Unhelpful Outcomes

If we are not well prepared, then we run the risk of letting our discomfort run the show. For example, we may fear that:

  • The person’s experience is a negative reflection on us as facilitators.
  • The emotions triggered are undesirable rather than a natural outcome of meditation and living that produces change and resolution.
  • We will be blamed for triggering the feelings by the student.
  • We have done something wrong when what is happening may in fact be a sign of progress.

Helpful Outcomes/Action

On a practical level, holding the space in a meditation group might look like one or more of the following:

  • Honouring the student’s experience by pausing and taking time for students to process their feelings.
  • Learning to become comfortable with this silent processing time, without rushing into soothing
  • Using your body language; soft gaze, tone and gentle demeanour to soothe.
  • Harnessing the group’s support in whatever way works for you. For example, asking the group to direct loving kindness towards the student
  • Guiding members of the group in a mindfulness practice so that they remain present to their own experience as the student processes theirs.
  • Normalising the student’s feelings if appropriate. For example, by saying, “I would feel like that too if I were in your situation.”
  • Treating the situation as normal and natural. Staying calm and centred.
  • Aiming to return the student to a centred and grounded state without rushing them.[2]
  • Developing your compassionate listening skills (found in most parenting and counselling books).
  • Providing referrals if needed at the end of the session.
  • Making sure they are ready to leave confidently and safely at the end of the session.

Of course, we respond according to our intuition and experience and whatever feels appropriate for the situation and person. We may not need to counsel them but we do need to support them.

There are many books available that offer ways of learning the above skills. No matter how good they are, however, as meditation teachers, we need to be living a holistic lifestyle that includes emotional self-care; and learning to be available to whatever arises in our experience as a result of meditation and other personal growth activities. We can try, but we can’t fake our ability to be present and available.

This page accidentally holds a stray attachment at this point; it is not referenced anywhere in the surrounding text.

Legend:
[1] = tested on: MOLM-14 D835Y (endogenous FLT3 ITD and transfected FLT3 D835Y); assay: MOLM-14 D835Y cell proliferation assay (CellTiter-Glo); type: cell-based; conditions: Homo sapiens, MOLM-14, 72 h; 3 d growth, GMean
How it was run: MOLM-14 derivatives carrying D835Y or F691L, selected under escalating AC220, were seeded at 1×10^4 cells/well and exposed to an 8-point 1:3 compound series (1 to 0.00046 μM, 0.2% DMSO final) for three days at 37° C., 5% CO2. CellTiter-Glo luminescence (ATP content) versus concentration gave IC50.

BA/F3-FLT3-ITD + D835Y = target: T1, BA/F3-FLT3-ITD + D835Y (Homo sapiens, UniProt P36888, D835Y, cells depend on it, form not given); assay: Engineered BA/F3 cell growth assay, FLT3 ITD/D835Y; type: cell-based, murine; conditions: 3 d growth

The space we provide in our meditation groups is precious and vital. It is the space between private experience and professional therapy; a space of shared experience. Our capacity to hold the space for our groups correlates with our willingness to hold space for ourselves.

By running a group that offers such a space, we model a new way for students to care for themselves. Our students then gradually develop the capacity to hold this space for themselves through the practice of meditation – whatever it brings.

[1] There is a ‘normal’ range of feelings that are natural reactions to life events such as grief, fear, disappointment etc. Then there are feelings that may alert us to more serious issues such as suicidal feelings or deep, ongoing feelings of depression. In these cases, ensure that the student has access to support before they leave your group, such as a helpline and referral to psychological support. At such times you might want to check in with the student the next day and if need be, call a helpline yourself for advice, or the police if you have reason to believe the student may be in immediate danger.

[2] For information on the grounding process refer to Ken Mellor’s book, Inspiration, Meditation and Personal Wellbeing.

Article by Lisa Forde

Principal, Australian Centre for Holistic Studies and Meditation Australia Board member